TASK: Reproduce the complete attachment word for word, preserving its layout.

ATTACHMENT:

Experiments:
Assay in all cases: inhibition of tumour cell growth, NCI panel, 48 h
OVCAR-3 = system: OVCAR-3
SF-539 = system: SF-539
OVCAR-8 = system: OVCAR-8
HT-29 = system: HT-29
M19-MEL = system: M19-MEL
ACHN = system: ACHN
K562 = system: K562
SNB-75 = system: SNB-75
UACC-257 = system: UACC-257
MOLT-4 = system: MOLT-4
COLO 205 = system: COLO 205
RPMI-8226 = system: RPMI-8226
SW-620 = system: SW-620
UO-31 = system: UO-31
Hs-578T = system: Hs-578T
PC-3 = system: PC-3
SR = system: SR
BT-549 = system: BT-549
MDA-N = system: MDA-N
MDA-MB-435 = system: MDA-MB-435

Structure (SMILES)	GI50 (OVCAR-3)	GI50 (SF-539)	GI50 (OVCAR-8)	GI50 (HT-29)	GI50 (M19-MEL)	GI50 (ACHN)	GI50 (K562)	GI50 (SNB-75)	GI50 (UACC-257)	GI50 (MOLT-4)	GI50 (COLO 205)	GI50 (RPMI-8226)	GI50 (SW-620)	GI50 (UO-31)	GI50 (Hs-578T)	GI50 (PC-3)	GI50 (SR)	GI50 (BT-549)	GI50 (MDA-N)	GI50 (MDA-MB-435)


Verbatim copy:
Experiments:
Assay in all cases: inhibition of tumour cell growth, NCI panel, 48 h
OVCAR-3 = system: OVCAR-3
SF-539 = system: SF-539
OVCAR-8 = system: OVCAR-8
HT-29 = system: HT-29
M19-MEL = system: M19-MEL
ACHN = system: ACHN
K562 = system: K562
SNB-75 = system: SNB-75
UACC-257 = system: UACC-257
MOLT-4 = system: MOLT-4
COLO 205 = system: COLO 205
RPMI-8226 = system: RPMI-8226
SW-620 = system: SW-620
UO-31 = system: UO-31
Hs-578T = system: Hs-578T
PC-3 = system: PC-3
SR = system: SR
BT-549 = system: BT-549
MDA-N = system: MDA-N
MDA-MB-435 = system: MDA-MB-435

Structure (SMILES)	GI50 (OVCAR-3)	GI50 (SF-539)	GI50 (OVCAR-8)	GI50 (HT-29)	GI50 (M19-MEL)	GI50 (ACHN)	GI50 (K562)	GI50 (SNB-75)	GI50 (UACC-257)	GI50 (MOLT-4)	GI50 (COLO 205)	GI50 (RPMI-8226)	GI50 (SW-620)	GI50 (UO-31)	GI50 (Hs-578T)	GI50 (PC-3)	GI50 (SR)	GI50 (BT-549)	GI50 (MDA-N)	GI50 (MDA-MB-435)